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As a general rule, there is no great mystery when it comes to writing portable software. There are a certain number of obvious gotchas a programmer encounters, and techniques that a programmer learns, to make sure his or her software compiles and runs on a wide range of hardware, compilers and operating systems.

Unfortunately, a lot of the work that programmers undertake when writing cross-platform software is redundant, tedious, error prone and, well, boring. The most fundamental, basic tasks -- inferring your current configuration environment, byte order/endian safety routines, import/export function signatures for Windows DLLs, correctly sized data types -- are performed over and over by thousands of programmers around the world.

The Catalyst

Every major cross-platform, open source project provides these facilities, usually in the form of a "config.h" or "types.h" header and some associated source files, but extracting just the configuration elements from these projects can prove cumbersome and, in the case of licensing, impractical.

I ran into this problem when I was trying to extract some of my own code to make it open source. That sub-library was dependent on a lot of bits of unrelated code, mostly having to do with the issues I described earlier. So I did the obvious thing -- I extracted those pieces separately, and made a "libconfig.h", and all was well.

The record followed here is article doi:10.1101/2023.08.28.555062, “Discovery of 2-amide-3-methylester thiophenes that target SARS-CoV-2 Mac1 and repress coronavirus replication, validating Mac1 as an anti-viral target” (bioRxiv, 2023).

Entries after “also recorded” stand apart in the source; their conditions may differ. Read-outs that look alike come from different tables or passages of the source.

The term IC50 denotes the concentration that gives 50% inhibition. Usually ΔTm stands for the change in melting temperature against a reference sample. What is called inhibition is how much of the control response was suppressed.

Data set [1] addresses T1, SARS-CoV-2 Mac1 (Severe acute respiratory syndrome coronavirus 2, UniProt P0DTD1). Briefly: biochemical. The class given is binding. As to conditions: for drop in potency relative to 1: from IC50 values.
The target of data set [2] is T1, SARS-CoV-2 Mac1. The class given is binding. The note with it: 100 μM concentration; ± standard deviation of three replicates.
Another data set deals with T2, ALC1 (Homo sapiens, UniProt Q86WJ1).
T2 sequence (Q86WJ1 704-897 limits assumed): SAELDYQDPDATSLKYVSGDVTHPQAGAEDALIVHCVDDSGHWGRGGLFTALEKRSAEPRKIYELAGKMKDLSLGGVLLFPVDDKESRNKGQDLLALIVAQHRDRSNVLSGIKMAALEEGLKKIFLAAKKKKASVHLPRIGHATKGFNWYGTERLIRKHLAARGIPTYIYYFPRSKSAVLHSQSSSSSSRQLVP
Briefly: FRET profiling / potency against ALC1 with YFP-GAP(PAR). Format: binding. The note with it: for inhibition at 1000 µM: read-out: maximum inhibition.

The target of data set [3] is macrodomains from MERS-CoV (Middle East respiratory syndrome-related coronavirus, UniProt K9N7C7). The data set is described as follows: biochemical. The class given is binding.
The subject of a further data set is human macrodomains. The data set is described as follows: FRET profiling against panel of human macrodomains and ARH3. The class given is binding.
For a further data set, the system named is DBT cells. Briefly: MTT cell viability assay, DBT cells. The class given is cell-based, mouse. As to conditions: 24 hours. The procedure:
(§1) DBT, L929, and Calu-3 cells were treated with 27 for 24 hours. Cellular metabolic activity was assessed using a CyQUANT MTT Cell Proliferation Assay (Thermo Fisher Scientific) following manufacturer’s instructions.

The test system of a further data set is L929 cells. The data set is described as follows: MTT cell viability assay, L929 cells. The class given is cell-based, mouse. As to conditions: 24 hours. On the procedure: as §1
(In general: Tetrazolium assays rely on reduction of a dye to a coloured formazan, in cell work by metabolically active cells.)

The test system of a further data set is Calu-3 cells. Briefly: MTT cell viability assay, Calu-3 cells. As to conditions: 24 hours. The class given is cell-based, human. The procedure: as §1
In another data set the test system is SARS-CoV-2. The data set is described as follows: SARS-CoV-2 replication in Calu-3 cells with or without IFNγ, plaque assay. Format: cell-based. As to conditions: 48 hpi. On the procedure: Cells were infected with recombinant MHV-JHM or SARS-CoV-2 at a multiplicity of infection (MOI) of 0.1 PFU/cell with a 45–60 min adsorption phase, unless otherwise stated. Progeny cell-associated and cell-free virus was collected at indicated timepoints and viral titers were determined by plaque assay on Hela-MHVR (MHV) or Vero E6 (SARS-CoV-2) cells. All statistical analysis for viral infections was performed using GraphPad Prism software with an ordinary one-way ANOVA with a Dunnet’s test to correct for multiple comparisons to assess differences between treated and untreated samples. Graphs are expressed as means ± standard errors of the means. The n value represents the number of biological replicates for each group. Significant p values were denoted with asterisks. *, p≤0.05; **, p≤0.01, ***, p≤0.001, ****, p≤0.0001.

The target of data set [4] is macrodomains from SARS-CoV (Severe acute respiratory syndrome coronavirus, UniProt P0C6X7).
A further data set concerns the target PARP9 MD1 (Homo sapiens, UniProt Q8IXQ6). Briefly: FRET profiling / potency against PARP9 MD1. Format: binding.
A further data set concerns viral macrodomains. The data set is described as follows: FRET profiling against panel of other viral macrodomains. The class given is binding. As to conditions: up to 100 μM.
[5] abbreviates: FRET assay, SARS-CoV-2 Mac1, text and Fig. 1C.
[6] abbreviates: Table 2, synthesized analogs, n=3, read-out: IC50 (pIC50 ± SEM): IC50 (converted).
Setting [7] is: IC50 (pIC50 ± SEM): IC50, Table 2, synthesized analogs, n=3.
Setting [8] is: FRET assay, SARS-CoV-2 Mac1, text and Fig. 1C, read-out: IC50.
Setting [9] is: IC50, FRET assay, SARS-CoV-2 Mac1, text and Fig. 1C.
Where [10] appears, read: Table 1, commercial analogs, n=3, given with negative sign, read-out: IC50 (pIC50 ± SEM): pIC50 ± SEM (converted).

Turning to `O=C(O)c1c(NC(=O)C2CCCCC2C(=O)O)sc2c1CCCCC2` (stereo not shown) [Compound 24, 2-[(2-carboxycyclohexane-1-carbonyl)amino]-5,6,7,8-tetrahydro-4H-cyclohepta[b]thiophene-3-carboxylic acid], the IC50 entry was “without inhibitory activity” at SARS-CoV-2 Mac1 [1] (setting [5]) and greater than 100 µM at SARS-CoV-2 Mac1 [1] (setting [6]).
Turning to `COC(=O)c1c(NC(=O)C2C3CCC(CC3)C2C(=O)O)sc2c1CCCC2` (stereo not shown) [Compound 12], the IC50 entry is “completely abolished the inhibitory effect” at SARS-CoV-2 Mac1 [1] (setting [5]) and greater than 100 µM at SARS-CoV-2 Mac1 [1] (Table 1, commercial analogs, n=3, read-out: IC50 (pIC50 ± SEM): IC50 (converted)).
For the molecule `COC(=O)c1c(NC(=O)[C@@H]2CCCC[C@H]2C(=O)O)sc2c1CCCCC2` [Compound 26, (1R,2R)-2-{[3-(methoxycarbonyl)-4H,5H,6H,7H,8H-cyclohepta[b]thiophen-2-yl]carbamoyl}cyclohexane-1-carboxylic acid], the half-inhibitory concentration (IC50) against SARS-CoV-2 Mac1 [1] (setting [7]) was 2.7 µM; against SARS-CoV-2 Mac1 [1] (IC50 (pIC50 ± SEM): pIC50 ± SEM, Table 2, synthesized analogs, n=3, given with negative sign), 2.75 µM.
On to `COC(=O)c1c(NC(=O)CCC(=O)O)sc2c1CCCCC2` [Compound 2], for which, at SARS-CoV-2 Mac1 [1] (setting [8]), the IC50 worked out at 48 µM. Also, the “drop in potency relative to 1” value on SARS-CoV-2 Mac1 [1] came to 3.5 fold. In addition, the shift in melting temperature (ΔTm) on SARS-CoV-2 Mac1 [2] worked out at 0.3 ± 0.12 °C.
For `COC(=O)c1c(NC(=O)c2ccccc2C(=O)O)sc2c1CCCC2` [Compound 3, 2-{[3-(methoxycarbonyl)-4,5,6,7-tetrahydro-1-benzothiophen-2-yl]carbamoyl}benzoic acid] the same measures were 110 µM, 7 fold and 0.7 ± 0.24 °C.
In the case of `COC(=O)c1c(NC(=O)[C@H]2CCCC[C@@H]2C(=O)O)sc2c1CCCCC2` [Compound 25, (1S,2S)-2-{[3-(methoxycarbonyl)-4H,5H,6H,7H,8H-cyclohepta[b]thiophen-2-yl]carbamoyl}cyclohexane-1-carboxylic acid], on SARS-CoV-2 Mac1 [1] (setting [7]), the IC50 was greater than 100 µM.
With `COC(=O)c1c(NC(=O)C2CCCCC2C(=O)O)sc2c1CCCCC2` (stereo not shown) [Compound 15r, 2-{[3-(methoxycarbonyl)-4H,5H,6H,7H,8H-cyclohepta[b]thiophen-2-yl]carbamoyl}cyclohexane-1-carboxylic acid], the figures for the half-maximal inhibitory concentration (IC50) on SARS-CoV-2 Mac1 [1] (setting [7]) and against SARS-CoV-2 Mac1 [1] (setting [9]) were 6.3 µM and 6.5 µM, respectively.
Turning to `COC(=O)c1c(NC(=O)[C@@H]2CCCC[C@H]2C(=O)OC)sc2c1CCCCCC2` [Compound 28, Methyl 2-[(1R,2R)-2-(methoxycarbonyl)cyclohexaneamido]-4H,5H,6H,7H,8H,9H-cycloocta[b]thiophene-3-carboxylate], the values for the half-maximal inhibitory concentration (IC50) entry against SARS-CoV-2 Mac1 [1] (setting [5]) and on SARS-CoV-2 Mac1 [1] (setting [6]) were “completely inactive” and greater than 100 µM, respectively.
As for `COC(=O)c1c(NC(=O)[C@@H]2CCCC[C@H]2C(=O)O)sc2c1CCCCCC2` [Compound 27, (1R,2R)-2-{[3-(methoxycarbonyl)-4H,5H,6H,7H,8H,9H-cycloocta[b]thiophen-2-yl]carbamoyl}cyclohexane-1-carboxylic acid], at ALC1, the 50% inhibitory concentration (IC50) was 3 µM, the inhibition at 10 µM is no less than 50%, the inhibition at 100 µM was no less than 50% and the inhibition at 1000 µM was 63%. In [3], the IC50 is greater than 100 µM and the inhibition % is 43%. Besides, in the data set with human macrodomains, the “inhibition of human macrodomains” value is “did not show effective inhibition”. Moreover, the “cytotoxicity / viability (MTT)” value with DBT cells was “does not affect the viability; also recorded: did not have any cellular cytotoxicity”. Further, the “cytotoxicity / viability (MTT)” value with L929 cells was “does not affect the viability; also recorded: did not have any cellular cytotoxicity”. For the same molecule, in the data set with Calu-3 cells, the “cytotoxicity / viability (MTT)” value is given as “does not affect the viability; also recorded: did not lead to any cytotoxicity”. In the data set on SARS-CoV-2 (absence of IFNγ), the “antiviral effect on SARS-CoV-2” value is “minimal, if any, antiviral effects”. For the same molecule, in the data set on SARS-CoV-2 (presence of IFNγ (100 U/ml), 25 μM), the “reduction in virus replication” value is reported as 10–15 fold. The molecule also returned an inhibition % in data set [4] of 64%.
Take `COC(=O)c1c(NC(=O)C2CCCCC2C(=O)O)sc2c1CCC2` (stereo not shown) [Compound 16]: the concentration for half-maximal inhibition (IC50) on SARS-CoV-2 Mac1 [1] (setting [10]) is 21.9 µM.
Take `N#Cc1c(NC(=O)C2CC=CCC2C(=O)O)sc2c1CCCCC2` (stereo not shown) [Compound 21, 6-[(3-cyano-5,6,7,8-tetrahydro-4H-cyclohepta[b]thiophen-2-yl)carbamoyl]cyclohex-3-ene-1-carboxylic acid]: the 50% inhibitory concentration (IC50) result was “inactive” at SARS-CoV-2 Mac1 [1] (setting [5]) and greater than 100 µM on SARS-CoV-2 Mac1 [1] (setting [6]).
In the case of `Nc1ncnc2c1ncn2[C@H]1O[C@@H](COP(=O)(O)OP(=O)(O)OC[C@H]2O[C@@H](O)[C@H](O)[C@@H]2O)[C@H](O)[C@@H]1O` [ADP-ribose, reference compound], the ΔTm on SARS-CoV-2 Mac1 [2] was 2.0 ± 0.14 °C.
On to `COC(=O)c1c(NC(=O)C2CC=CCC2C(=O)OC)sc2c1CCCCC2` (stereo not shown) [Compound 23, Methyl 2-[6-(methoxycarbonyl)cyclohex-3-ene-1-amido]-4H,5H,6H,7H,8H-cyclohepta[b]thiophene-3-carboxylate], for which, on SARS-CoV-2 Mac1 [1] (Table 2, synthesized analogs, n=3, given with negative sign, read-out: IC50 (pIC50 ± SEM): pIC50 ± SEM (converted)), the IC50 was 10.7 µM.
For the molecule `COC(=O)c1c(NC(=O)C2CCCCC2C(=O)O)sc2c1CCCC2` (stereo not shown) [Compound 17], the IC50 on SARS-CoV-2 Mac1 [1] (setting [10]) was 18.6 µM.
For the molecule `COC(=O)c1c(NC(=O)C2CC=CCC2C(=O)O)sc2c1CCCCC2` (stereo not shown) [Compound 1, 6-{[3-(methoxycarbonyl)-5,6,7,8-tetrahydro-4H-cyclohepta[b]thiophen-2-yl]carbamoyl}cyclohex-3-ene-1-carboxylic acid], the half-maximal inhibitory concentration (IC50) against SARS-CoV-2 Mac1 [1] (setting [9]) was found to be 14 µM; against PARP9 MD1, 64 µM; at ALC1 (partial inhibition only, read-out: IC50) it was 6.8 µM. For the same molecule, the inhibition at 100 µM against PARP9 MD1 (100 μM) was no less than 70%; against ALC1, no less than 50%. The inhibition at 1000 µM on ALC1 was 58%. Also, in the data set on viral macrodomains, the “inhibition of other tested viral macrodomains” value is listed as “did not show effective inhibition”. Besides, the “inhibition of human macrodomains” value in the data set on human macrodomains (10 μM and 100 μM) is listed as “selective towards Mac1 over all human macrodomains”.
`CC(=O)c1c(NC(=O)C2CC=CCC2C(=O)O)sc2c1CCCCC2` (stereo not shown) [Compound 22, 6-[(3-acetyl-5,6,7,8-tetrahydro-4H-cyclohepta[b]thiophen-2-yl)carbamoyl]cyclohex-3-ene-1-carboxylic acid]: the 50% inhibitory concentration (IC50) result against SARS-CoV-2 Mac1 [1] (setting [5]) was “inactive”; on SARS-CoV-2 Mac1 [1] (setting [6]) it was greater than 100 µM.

Until I wanted to open source another sublibrary.

Now, was I going to basically copy and rename a bunch of stuff in "libconfig.h", or was I going to figure out a way of sharing libconfig.h between two completely unrelated projects? I opted for the latter, and it was about that time that I realized that no one else has tried to make a cross-platform, project agnostic "libconfig.h".

And thus the Portable Open Source Harness was born.

The Goals

I set out to make a single header file that could compile almost anywhere and, in the process, tell me about the host platform and target system. My goals were simple:

Once those goals were defined, I then had to determine what specific features I wanted POSH to have. The original idea was to create a set of sized types; define macros that indicated target operating system, CPU and endianess; and proper handling of import/export identifiers when building Windows DLLs.